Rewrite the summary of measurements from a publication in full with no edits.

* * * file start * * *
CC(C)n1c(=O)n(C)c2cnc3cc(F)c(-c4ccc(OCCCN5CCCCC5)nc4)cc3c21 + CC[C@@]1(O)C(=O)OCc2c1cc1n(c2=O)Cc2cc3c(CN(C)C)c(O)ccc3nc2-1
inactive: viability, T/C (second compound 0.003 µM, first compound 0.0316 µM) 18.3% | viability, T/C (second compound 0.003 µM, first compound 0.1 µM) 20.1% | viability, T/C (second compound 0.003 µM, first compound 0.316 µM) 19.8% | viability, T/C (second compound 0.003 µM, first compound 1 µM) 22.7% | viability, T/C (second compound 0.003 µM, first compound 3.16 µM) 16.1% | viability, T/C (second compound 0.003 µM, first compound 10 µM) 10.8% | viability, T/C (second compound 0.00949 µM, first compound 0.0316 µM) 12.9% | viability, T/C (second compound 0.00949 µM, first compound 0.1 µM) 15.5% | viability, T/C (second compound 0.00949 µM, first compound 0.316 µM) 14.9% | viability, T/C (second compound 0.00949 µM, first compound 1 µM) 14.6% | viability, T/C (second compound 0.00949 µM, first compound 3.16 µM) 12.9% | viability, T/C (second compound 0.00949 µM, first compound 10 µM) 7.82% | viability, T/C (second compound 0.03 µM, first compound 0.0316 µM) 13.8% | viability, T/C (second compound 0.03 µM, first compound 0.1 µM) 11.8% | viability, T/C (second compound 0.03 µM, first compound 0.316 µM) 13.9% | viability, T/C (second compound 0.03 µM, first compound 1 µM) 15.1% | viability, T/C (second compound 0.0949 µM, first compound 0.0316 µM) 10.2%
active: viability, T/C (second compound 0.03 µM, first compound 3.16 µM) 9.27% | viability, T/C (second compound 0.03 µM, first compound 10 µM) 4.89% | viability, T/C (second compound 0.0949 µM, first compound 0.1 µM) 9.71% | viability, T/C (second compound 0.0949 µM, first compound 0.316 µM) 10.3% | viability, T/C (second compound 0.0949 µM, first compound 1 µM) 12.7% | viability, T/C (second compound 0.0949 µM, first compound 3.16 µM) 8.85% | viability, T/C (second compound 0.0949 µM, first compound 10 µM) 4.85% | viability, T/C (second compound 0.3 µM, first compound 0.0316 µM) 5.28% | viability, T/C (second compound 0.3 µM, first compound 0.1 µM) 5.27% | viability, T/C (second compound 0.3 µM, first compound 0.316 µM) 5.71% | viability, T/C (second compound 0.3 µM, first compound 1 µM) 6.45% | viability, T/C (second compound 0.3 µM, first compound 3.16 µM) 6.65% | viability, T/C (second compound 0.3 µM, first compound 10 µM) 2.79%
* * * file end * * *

CC(C)n1c(=O)n(C)c2cnc3cc(F)c(-c4ccc(OCCCN5CCCCC5)nc4)cc3c21 + CC[C@@]1(O)C(=O)OCc2c1cc1n(c2=O)Cc2cc3c(CN(C)C)c(O)ccc3nc2-1
inactive: viability, T/C (second compound 0.003 µM, first compound 0.0316 µM) 18.3% | viability, T/C (second compound 0.003 µM, first compound 0.1 µM) 20.1% | viability, T/C (second compound 0.003 µM, first compound 0.316 µM) 19.8% | viability, T/C (second compound 0.003 µM, first compound 1 µM) 22.7% | viability, T/C (second compound 0.003 µM, first compound 3.16 µM) 16.1% | viability, T/C (second compound 0.003 µM, first compound 10 µM) 10.8% | viability, T/C (second compound 0.00949 µM, first compound 0.0316 µM) 12.9% | viability, T/C (second compound 0.00949 µM, first compound 0.1 µM) 15.5% | viability, T/C (second compound 0.00949 µM, first compound 0.316 µM) 14.9% | viability, T/C (second compound 0.00949 µM, first compound 1 µM) 14.6% | viability, T/C (second compound 0.00949 µM, first compound 3.16 µM) 12.9% | viability, T/C (second compound 0.00949 µM, first compound 10 µM) 7.82% | viability, T/C (second compound 0.03 µM, first compound 0.0316 µM) 13.8% | viability, T/C (second compound 0.03 µM, first compound 0.1 µM) 11.8% | viability, T/C (second compound 0.03 µM, first compound 0.316 µM) 13.9% | viability, T/C (second compound 0.03 µM, first compound 1 µM) 15.1% | viability, T/C (second compound 0.0949 µM, first compound 0.0316 µM) 10.2%
active: viability, T/C (second compound 0.03 µM, first compound 3.16 µM) 9.27% | viability, T/C (second compound 0.03 µM, first compound 10 µM) 4.89% | viability, T/C (second compound 0.0949 µM, first compound 0.1 µM) 9.71% | viability, T/C (second compound 0.0949 µM, first compound 0.316 µM) 10.3% | viability, T/C (second compound 0.0949 µM, first compound 1 µM) 12.7% | viability, T/C (second compound 0.0949 µM, first compound 3.16 µM) 8.85% | viability, T/C (second compound 0.0949 µM, first compound 10 µM) 4.85% | viability, T/C (second compound 0.3 µM, first compound 0.0316 µM) 5.28% | viability, T/C (second compound 0.3 µM, first compound 0.1 µM) 5.27% | viability, T/C (second compound 0.3 µM, first compound 0.316 µM) 5.71% | viability, T/C (second compound 0.3 µM, first compound 1 µM) 6.45% | viability, T/C (second compound 0.3 µM, first compound 3.16 µM) 6.65% | viability, T/C (second compound 0.3 µM, first compound 10 µM) 2.79%